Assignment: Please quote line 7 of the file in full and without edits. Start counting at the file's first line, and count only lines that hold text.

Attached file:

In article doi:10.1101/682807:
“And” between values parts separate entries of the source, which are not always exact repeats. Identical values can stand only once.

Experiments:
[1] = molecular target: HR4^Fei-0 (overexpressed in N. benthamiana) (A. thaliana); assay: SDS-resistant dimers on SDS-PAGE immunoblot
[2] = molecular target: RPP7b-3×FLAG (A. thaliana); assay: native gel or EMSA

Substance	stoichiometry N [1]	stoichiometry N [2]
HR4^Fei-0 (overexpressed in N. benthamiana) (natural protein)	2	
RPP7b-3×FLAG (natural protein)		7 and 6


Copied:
HR4^Fei-0 (overexpressed in N. benthamiana) (natural protein)	2	